ALI HASHIM BALOCH | BRIDGING THE GAP IN POLO PHOTOGRAPHY AND PRESERVING THE SPORT'S ESSENCE
'Our country having one of the longest history in Polo, a lot of work yet needs to be done in preserving the sport'
Meet Hashim Baloch a talented polo photographer who combines his passion for the sport with his expertise in visual arts and media. In this interview, Hashim shares his journey into polo photography, highlighting the gap he noticed in the sport's representation and his desire to elevate its standards. He discusses the challenges of capturing the fast-paced nature of polo and shares insights into the techniques and equipment he employs to capture the action and intensity of the game. While polo photography is his primary focus, Hashim also engages in content production within the realms of fashion and corporate sectors. He also reveals his fascination with specific tournaments and offers advice to aspiring polo photographers on capturing the essence of the sport.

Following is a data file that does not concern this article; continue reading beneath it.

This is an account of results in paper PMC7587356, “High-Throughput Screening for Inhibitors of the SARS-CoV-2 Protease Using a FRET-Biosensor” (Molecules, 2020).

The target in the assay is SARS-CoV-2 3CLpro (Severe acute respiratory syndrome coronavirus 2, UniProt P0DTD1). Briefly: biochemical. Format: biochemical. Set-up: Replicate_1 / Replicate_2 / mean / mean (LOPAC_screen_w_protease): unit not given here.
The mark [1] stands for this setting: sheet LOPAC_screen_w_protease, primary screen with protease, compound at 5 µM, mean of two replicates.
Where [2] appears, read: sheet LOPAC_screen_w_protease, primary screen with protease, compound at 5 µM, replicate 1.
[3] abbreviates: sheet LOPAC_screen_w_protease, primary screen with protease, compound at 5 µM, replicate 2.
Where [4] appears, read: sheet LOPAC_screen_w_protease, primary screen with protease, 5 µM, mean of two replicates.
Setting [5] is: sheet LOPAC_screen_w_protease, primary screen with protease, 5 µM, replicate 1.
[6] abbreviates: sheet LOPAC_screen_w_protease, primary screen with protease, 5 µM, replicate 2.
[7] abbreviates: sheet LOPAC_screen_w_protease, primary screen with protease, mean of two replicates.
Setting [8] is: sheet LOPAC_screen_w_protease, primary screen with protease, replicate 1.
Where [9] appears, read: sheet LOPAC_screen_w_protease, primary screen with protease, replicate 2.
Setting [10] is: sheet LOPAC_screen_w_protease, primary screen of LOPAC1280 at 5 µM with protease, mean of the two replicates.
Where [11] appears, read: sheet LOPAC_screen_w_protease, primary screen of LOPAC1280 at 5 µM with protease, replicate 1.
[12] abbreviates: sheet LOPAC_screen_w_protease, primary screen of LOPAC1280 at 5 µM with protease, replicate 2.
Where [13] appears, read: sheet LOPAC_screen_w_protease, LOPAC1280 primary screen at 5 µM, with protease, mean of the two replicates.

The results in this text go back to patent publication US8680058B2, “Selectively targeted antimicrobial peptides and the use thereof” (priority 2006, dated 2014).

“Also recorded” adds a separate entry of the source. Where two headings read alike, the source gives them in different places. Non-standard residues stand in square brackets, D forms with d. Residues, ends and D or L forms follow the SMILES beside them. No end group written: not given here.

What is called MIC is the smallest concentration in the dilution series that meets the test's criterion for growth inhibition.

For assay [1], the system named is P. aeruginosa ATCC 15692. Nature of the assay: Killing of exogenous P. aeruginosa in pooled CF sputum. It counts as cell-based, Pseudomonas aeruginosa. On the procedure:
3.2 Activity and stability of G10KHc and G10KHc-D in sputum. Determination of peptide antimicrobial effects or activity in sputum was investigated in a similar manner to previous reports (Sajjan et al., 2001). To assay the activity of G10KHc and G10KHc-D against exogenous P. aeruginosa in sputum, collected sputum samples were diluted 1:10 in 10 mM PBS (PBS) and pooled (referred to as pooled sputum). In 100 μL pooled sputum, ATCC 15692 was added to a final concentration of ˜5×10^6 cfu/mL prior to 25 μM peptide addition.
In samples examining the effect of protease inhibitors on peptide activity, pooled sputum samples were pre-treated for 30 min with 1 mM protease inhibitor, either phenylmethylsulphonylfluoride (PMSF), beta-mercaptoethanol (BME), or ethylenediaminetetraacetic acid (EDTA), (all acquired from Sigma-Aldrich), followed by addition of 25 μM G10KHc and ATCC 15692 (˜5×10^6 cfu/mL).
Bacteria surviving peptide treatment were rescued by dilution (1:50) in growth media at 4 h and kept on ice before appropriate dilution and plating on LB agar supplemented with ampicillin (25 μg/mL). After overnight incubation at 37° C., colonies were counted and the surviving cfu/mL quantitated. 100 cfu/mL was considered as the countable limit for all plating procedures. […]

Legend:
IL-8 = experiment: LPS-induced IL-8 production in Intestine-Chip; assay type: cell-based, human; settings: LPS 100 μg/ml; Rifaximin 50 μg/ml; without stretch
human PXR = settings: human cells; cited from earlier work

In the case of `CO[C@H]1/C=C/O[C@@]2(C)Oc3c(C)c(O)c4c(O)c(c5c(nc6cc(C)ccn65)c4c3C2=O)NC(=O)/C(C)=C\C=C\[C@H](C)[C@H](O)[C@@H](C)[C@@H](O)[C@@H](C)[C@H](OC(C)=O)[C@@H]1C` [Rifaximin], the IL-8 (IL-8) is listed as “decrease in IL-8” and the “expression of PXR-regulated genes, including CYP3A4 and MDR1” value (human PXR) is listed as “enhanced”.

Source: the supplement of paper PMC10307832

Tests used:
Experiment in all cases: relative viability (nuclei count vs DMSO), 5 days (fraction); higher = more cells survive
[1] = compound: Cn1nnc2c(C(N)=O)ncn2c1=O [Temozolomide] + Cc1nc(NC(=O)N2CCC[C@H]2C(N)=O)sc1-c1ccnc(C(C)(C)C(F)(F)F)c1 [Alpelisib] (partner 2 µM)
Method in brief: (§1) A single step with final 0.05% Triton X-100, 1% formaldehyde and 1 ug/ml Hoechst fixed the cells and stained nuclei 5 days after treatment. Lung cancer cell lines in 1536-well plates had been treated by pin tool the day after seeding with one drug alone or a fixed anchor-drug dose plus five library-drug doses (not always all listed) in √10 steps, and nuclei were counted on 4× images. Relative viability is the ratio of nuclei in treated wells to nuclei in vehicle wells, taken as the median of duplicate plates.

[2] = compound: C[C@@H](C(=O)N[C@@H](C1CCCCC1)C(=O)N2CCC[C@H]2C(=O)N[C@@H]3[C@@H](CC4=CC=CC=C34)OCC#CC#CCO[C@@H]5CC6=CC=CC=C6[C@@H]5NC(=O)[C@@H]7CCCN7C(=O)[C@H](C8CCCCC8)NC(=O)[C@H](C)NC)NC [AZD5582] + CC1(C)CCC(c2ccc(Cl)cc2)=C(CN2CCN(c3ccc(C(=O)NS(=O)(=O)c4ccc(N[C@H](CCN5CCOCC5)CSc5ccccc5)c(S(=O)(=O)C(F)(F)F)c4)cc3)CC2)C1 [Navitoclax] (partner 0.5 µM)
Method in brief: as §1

Hi Hashim! Could you please introduce yourself to our readers? What initially drew you to polo photography?
Hi, this is Hashim Baloch aka HB Polo. Polo is an incredibly dynamic and fast- paced sport, with horses galloping across the field and players executing super strategic maneuvers. Horsemanship at its finest. Coming from a background in polo, my practice in the sport has been intermittent. Simultaneously, I
embarked on a journey in visual arts and media, particularly focusing on film and photography. With a strong affection for the sport, I came to realise that there was a significant gap in the sport's representation in marketing and the digital sphere. Despite the presence of great local players, super competitive tournaments, international-standard fields, foreign players, top-tier polo ponies in our country, the content being produced didn't quite do justice to the sport's essence. For me, the potential for elevating the standards was evident. And hence I began a humble attempt, bringing together my passion and profession combined to the table.